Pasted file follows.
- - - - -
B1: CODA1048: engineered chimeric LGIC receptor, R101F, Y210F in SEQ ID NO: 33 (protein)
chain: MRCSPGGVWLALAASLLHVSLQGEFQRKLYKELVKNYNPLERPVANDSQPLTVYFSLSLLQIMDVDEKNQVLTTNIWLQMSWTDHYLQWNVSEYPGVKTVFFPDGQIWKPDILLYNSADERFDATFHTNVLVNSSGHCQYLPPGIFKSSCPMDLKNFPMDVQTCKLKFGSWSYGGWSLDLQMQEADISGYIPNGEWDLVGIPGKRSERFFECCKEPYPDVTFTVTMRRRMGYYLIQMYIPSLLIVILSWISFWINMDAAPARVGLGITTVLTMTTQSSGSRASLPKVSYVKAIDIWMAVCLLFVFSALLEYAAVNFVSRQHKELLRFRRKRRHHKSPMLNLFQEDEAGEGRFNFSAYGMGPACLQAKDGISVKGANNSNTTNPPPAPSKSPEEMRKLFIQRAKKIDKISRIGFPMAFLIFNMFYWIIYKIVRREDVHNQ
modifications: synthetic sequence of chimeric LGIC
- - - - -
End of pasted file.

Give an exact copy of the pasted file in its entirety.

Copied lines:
B1: CODA1048: engineered chimeric LGIC receptor, R101F, Y210F in SEQ ID NO: 33 (protein)
chain: MRCSPGGVWLALAASLLHVSLQGEFQRKLYKELVKNYNPLERPVANDSQPLTVYFSLSLLQIMDVDEKNQVLTTNIWLQMSWTDHYLQWNVSEYPGVKTVFFPDGQIWKPDILLYNSADERFDATFHTNVLVNSSGHCQYLPPGIFKSSCPMDLKNFPMDVQTCKLKFGSWSYGGWSLDLQMQEADISGYIPNGEWDLVGIPGKRSERFFECCKEPYPDVTFTVTMRRRMGYYLIQMYIPSLLIVILSWISFWINMDAAPARVGLGITTVLTMTTQSSGSRASLPKVSYVKAIDIWMAVCLLFVFSALLEYAAVNFVSRQHKELLRFRRKRRHHKSPMLNLFQEDEAGEGRFNFSAYGMGPACLQAKDGISVKGANNSNTTNPPPAPSKSPEEMRKLFIQRAKKIDKISRIGFPMAFLIFNMFYWIIYKIVRREDVHNQ
modifications: synthetic sequence of chimeric LGIC